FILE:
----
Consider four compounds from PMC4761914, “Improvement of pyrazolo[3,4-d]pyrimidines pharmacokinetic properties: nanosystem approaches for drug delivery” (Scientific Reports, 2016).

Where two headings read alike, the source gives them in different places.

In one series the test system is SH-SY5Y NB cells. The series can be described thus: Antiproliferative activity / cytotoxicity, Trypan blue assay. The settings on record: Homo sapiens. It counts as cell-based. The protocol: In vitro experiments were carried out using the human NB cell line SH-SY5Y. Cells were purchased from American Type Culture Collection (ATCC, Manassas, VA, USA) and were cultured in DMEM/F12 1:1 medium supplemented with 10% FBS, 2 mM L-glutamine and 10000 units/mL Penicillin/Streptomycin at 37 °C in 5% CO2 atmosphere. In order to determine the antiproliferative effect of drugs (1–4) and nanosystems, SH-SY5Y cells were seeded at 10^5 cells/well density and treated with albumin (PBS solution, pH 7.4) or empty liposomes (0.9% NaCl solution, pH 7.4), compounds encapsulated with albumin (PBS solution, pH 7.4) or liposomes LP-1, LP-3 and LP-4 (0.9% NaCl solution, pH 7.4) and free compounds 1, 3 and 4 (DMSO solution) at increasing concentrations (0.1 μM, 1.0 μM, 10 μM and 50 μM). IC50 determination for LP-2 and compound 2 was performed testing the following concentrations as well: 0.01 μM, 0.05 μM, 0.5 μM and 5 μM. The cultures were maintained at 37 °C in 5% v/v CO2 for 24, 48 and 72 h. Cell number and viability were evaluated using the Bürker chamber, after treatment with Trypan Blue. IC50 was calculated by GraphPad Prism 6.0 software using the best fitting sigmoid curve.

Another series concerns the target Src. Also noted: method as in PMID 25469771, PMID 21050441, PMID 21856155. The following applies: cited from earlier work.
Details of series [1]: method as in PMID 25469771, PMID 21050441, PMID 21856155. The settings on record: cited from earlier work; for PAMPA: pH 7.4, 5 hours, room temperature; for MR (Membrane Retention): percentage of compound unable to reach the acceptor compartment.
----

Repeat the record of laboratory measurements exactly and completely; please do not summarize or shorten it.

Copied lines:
Consider four compounds from PMC4761914, “Improvement of pyrazolo[3,4-d]pyrimidines pharmacokinetic properties: nanosystem approaches for drug delivery” (Scientific Reports, 2016).

Where two headings read alike, the source gives them in different places.

In one series the test system is SH-SY5Y NB cells. The series can be described thus: Antiproliferative activity / cytotoxicity, Trypan blue assay. The settings on record: Homo sapiens. It counts as cell-based. The protocol: In vitro experiments were carried out using the human NB cell line SH-SY5Y. Cells were purchased from American Type Culture Collection (ATCC, Manassas, VA, USA) and were cultured in DMEM/F12 1:1 medium supplemented with 10% FBS, 2 mM L-glutamine and 10000 units/mL Penicillin/Streptomycin at 37 °C in 5% CO2 atmosphere. In order to determine the antiproliferative effect of drugs (1–4) and nanosystems, SH-SY5Y cells were seeded at 10^5 cells/well density and treated with albumin (PBS solution, pH 7.4) or empty liposomes (0.9% NaCl solution, pH 7.4), compounds encapsulated with albumin (PBS solution, pH 7.4) or liposomes LP-1, LP-3 and LP-4 (0.9% NaCl solution, pH 7.4) and free compounds 1, 3 and 4 (DMSO solution) at increasing concentrations (0.1 μM, 1.0 μM, 10 μM and 50 μM). IC50 determination for LP-2 and compound 2 was performed testing the following concentrations as well: 0.01 μM, 0.05 μM, 0.5 μM and 5 μM. The cultures were maintained at 37 °C in 5% v/v CO2 for 24, 48 and 72 h. Cell number and viability were evaluated using the Bürker chamber, after treatment with Trypan Blue. IC50 was calculated by GraphPad Prism 6.0 software using the best fitting sigmoid curve.

Another series concerns the target Src. Also noted: method as in PMID 25469771, PMID 21050441, PMID 21856155. The following applies: cited from earlier work.
Details of series [1]: method as in PMID 25469771, PMID 21050441, PMID 21856155. The settings on record: cited from earlier work; for PAMPA: pH 7.4, 5 hours, room temperature; for MR (Membrane Retention): percentage of compound unable to reach the acceptor compartment.